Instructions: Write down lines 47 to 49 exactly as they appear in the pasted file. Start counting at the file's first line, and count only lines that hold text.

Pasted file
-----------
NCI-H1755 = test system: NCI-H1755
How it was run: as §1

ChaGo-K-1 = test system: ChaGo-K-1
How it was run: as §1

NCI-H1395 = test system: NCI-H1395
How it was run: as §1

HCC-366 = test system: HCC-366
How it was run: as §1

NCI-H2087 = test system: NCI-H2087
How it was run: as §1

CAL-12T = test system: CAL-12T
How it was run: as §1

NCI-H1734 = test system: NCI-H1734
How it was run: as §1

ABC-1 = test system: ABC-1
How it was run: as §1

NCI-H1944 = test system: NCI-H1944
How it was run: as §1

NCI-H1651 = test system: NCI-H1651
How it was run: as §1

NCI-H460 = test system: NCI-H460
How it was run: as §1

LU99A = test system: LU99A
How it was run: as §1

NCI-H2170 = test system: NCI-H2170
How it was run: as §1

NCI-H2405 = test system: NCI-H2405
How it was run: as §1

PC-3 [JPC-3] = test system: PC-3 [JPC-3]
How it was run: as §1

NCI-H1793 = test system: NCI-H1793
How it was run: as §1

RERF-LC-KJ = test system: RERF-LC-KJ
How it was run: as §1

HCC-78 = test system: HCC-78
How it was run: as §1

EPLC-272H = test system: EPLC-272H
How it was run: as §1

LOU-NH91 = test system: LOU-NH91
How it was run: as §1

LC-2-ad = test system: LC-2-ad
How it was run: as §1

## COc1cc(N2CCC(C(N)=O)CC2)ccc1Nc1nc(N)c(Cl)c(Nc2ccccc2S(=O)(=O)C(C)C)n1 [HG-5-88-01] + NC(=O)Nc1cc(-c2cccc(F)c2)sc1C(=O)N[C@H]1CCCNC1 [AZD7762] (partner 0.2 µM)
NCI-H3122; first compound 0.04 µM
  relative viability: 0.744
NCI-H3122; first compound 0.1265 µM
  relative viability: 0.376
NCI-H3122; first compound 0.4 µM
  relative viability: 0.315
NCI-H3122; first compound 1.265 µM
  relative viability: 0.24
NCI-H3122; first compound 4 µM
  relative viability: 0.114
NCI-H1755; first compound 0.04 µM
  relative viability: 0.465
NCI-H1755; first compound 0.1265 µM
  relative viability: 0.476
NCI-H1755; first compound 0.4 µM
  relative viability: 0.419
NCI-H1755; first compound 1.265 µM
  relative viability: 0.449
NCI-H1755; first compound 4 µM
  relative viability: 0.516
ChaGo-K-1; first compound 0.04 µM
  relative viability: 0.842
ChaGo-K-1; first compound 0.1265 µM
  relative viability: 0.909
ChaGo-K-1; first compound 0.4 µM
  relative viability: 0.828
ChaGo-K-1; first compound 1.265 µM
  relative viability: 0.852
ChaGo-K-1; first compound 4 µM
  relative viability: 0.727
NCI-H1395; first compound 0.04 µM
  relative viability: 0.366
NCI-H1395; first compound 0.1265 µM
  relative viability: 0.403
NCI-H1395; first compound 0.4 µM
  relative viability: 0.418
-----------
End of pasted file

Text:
  relative viability: 0.376
NCI-H3122; first compound 0.4 µM
  relative viability: 0.315